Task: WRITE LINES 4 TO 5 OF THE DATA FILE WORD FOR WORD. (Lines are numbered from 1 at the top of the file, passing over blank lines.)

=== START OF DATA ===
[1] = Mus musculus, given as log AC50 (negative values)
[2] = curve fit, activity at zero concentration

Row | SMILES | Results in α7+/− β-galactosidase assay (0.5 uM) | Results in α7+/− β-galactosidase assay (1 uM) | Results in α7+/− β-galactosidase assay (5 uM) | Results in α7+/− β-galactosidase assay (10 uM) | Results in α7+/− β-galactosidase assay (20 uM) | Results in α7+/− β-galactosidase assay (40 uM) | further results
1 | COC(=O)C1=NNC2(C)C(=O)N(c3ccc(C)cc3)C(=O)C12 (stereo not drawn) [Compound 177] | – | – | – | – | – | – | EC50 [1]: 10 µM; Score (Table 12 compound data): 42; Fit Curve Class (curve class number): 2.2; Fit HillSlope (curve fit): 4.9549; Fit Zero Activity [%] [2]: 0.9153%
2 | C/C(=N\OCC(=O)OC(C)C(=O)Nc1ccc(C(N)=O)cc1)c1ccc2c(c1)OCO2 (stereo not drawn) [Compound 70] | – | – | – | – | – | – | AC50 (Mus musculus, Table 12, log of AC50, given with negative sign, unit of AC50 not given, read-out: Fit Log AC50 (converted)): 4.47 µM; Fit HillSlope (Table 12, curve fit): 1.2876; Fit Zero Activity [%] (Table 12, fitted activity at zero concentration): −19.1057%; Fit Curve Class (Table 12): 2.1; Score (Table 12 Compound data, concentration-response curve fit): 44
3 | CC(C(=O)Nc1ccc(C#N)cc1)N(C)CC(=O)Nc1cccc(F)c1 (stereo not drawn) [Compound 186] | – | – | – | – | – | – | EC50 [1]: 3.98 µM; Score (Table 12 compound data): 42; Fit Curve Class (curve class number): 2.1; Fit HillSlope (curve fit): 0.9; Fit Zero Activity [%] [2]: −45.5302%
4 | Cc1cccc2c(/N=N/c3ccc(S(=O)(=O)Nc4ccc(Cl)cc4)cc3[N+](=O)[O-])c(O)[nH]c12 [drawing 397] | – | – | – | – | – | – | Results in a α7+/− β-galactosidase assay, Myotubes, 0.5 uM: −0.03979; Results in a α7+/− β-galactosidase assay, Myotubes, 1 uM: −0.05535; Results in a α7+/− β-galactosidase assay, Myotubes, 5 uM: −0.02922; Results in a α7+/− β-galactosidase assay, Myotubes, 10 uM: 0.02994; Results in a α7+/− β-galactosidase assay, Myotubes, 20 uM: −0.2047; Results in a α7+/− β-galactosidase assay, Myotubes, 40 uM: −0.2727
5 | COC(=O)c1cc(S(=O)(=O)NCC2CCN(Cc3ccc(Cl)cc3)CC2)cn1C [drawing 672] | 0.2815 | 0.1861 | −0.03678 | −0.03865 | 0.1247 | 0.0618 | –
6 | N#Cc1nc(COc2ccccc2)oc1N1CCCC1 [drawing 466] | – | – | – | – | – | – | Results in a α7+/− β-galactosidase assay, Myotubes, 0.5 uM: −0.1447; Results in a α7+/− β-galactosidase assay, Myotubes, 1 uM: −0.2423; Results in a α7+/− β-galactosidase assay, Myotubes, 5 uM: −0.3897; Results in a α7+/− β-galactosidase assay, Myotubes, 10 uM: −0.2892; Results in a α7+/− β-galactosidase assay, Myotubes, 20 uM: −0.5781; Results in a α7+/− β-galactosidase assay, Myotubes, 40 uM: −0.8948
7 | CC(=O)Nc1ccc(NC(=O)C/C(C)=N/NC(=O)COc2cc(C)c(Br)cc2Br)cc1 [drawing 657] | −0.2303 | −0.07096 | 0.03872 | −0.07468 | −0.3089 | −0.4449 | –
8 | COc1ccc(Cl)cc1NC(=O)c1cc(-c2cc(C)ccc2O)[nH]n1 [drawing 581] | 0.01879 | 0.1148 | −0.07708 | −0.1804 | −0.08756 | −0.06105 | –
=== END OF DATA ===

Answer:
1 | COC(=O)C1=NNC2(C)C(=O)N(c3ccc(C)cc3)C(=O)C12 (stereo not drawn) [Compound 177] | – | – | – | – | – | – | EC50 [1]: 10 µM; Score (Table 12 compound data): 42; Fit Curve Class (curve class number): 2.2; Fit HillSlope (curve fit): 4.9549; Fit Zero Activity [%] [2]: 0.9153%
2 | C/C(=N\OCC(=O)OC(C)C(=O)Nc1ccc(C(N)=O)cc1)c1ccc2c(c1)OCO2 (stereo not drawn) [Compound 70] | – | – | – | – | – | – | AC50 (Mus musculus, Table 12, log of AC50, given with negative sign, unit of AC50 not given, read-out: Fit Log AC50 (converted)): 4.47 µM; Fit HillSlope (Table 12, curve fit): 1.2876; Fit Zero Activity [%] (Table 12, fitted activity at zero concentration): −19.1057%; Fit Curve Class (Table 12): 2.1; Score (Table 12 Compound data, concentration-response curve fit): 44